It has turned out to be the perfect message for the moment. As Prep teachers began encouraging pupils to openly share their pandemic fears and worries during form and registration periods they found they themselves pushing at an open door. Children were eager both to voice their concerns and to act. Over the past four weeks the theme has picked up momentum. Some classes have been drawing up positive action plans, lists of tips and publicity posters that address the Covid blues and other problems that impact on mental health. Others have just been happy to talk. World Mental Health Day last Friday – when Harrodian teachers and pupils dressed up in yellow ‘to show young people they’re not alone with their mental health’ – provided a focal point and catalyst for some moving conversations in which children and teachers honestly addressed darker pandemic-related concerns including death and grief in some depth.
All of us – teachers and parents as well as children – have our wobbly moments at times like these but it’s not always easy to express these feelings openly. So, we’re proud and pleased that so many of our young Harrodians have the confidence and the trust to share their intimate concerns and worries with classmates and teachers as well as to offer so much empathy and support to peers who are struggling. Accepting that ‘it’s ok not to be ok’ has helped bring our already close-knit community even closer. As teachers I think the experience has made us more determined than ever to ensure that Harrodians are able to remain and work together in a place that they love.
Accepting that ‘it’s ok not to be ok’ has helped bring our already close-knit community even closer.
Miss Morrow is planning to make Online Safety the PSHE theme after half term. But our experience over the past two months has already convinced us of the need to keep our mental health channels well and truly open. Thanks to careful social distancing strategies, we've been able to reinstate our temporarily suspended mentoring scheme (which assigns specially trained Senior pupils to talk to selected Prep pupils who are struggling with anxiety, confidence or mental health issues). Alongside this, from now on every year group will also have a worry box in which pupils in need of support can outline the problem and ask for help.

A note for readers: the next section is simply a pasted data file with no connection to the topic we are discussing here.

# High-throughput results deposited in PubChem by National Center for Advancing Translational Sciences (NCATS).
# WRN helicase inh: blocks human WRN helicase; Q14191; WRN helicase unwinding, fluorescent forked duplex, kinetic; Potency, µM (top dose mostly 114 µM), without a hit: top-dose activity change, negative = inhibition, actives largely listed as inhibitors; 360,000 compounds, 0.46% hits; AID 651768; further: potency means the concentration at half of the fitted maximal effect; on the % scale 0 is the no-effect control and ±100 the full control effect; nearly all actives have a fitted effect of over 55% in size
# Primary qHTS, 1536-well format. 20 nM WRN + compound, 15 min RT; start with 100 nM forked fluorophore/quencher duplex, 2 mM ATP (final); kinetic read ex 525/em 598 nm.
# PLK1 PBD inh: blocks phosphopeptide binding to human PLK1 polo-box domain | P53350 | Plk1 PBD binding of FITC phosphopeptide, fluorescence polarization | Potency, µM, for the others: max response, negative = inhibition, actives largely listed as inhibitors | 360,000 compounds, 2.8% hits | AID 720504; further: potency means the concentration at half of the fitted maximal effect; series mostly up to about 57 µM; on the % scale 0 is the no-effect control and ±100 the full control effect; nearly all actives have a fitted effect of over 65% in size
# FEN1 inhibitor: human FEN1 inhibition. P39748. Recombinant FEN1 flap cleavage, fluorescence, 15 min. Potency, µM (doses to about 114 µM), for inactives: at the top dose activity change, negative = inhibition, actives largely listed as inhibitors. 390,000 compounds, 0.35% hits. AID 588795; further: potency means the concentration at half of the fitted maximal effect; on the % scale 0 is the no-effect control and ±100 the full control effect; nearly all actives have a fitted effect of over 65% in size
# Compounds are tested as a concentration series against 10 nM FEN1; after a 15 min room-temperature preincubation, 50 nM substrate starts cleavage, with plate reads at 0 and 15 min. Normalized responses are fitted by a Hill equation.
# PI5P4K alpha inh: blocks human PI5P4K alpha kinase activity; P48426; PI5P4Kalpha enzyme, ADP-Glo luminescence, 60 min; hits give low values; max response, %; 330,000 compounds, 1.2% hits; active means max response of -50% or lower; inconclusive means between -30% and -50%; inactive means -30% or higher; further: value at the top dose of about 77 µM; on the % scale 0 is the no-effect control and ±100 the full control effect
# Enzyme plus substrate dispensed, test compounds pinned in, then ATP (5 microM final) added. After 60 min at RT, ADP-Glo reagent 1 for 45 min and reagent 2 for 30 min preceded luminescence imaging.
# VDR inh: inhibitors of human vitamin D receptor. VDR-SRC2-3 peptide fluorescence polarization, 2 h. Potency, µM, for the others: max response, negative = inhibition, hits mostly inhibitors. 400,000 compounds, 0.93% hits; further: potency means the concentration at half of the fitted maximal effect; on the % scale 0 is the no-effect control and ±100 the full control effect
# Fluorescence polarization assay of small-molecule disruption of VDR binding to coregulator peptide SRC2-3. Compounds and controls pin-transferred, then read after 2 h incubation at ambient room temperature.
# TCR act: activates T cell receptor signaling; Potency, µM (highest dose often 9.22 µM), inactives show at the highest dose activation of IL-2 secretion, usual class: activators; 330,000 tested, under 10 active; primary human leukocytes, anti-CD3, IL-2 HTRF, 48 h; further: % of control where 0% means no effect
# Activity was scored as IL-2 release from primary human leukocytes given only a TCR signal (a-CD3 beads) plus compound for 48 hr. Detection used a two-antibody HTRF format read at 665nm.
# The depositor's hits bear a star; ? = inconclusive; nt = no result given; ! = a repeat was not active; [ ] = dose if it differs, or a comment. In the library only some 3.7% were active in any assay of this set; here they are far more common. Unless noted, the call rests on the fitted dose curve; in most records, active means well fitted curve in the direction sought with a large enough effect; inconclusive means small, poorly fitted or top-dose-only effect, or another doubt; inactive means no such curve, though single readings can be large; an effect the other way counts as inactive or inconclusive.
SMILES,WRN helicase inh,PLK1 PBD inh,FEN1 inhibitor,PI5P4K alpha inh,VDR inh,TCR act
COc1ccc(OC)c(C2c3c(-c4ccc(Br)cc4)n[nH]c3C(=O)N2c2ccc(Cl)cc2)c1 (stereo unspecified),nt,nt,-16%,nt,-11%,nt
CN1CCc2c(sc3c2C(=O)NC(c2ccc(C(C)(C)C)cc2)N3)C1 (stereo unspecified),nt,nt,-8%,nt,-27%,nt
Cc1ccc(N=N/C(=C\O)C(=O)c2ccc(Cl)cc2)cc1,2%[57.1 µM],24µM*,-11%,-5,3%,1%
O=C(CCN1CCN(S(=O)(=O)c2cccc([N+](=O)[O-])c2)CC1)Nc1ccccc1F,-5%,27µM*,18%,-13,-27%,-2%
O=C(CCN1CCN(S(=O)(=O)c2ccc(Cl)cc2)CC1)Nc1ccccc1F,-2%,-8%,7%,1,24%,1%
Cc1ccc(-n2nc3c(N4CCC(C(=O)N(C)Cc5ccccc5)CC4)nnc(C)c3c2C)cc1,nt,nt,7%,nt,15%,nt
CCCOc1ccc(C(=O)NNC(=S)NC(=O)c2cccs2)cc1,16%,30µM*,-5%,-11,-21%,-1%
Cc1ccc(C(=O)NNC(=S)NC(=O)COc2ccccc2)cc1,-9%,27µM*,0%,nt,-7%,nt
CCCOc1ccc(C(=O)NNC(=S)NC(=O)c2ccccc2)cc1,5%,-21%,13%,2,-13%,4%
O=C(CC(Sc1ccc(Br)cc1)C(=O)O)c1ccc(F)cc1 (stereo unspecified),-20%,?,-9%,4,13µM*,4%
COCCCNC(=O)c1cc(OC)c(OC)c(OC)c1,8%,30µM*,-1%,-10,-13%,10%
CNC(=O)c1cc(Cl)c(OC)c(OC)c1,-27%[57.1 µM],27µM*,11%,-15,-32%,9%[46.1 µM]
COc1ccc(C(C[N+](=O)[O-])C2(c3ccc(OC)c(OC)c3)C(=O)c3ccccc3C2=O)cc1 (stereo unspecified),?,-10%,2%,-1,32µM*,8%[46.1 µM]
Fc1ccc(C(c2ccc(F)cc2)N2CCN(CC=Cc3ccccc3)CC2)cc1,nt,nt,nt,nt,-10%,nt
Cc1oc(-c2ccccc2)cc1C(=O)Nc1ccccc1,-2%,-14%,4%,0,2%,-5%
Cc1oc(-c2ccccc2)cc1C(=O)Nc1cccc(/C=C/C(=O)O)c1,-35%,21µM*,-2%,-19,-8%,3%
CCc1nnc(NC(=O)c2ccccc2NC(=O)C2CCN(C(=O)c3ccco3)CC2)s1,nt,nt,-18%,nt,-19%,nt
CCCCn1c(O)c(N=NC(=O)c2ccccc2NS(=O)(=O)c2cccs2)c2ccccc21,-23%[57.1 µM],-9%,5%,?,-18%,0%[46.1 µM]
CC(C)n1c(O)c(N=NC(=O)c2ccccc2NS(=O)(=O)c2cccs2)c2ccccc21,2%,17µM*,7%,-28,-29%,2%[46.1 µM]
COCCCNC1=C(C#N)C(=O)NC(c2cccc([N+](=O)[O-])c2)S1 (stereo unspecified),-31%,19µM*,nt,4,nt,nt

We also know from experience that we can count on our close-knit parental community to get behind our initiatives. So, if you are happy to do your bit by chipping into conversations about Covid if they come up at home, at the dinner table or wherever it happens to be, I hope you agree that it can only be a positive step. We’ve found the guidance about supporting children during the pandemic that you can find here and here especially useful.
Clair Foster is Head of Harrodian Lower Prep
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..... AND IN SPORTS NEWS
As a little postscript newsflash to this Prep blog, I'd like to offer many congratulations to Liv in the 9s for her fabulous achievement in tennis competitions. Liv is a rising star in the junior game and was given news that she has achieved the most points in the country for her age in LTA recognised competitions as a special announcement in a Mathematics lesson at school. You can tell from the class reaction that they were almost as pleased and proud on her behalf as Liv was herself. Keep practising Liv! We look forward to seeing you at Wimbledon in the not-too-distant future.